Census Bureau launches 2010 headcount campaign
The Census Bureau began a national media blitz Monday for the 2010 count with a network morning show appearance by its leadership. Also on the itinerary: The Super Bowl. Then March Madness. And a presence at thousands of other national, regional and local events in an effort to convince Americans to complete their census forms.
Commerce Secretary Gary Locke and Census Bureau Director Robert Groves kicked off the bureau's "Portrait of America Road Tour" on NBC's "Today Show" and will hold a similar event Monday afternoon in Times Square with New York City Mayor Michael Bloomberg.
"I think the biggest misconception about the Census is that it's boring and long," Groves said on NBC. "And it turns out, this is the shortest Census in history, in our lifetimes. It takes every household just 10 minutes to fill out."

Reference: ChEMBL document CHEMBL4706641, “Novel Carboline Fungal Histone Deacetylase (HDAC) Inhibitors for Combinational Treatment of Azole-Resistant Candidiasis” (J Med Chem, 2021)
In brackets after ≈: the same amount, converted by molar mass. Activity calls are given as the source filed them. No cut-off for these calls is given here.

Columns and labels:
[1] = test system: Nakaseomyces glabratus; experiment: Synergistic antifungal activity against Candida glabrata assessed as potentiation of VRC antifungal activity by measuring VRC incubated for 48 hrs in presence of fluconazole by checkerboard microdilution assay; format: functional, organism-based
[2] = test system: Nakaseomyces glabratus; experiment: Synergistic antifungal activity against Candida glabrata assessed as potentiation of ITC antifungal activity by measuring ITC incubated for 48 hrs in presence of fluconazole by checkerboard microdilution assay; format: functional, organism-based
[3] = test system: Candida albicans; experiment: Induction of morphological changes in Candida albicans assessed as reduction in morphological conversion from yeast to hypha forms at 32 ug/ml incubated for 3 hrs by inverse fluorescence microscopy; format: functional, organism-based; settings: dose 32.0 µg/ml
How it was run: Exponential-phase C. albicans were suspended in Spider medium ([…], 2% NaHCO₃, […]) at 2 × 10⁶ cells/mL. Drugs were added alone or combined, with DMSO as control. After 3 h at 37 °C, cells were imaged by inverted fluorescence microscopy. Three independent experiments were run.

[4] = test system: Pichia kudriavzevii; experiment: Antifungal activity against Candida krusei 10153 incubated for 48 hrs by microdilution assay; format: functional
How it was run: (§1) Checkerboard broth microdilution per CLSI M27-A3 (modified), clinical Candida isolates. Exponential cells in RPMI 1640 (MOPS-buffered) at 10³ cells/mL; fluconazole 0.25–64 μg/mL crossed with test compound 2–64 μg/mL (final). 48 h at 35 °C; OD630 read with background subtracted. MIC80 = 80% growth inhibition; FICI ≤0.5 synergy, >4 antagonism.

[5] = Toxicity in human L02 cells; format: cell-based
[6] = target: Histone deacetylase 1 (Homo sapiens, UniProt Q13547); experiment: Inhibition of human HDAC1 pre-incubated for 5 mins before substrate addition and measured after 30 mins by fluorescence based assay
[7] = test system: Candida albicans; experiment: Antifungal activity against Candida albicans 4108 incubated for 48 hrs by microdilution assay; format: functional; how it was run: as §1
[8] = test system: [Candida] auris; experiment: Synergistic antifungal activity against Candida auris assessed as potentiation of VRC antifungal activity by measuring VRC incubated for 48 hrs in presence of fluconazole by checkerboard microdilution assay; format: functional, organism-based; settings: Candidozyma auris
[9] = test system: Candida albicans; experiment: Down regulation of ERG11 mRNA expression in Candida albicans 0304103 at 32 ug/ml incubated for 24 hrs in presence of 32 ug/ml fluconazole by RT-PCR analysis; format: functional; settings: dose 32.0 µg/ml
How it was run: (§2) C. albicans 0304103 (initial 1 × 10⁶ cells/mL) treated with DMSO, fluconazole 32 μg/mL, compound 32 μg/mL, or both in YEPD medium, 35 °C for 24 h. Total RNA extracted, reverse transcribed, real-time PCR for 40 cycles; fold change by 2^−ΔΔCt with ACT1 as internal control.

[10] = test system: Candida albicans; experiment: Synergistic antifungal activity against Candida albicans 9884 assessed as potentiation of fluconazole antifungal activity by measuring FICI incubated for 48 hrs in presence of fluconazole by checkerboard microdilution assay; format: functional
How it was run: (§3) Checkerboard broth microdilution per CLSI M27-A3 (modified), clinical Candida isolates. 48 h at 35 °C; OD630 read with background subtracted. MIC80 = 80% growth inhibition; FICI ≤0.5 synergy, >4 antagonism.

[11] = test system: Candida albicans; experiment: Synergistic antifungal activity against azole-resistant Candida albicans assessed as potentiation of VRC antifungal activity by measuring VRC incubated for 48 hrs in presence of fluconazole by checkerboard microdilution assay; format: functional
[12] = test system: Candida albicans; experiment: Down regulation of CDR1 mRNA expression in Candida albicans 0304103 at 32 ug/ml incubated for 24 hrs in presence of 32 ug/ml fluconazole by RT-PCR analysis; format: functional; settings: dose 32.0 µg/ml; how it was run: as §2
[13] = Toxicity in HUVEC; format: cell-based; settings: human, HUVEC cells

The ten-question census forms will arrive at every American residence by mid-March and residents are asked to respond by April 1. Those that fail to respond will get a postcard reminder, as well as by follow-up interviews conducted by temporary census workers, if necessary.
"This is a safe thing to do. We have very strong laws that protect the confidentiality of these things," Groves said.
The agency will dispatch 12 buses to more than 800 events nationwide in the coming weeks to promote the census, Groves said. The buses are equipped with information about the decennial census and computers stocked with demographic information.
Roughly $140 million in television, radio and print ads will air in the coming months, starting with spots during the Super Bowl. Advertising in other languages -- especially Spanish -- will total at least $80 million, part of a multi-million dollar outreach effort aimed specifically at minority communities.
The actual headcount begins Jan. 25, when Groves will lead a contingent of government officials and reporters to the remote village or Noorvik, Alaska. From there, Groves will launch the first count of a household and the entire village, since seasonal inclement weather makes mail delivery and travel to the region virtually impossible in mid-March and April.
| January 4, 2010; 1:07 PM ET
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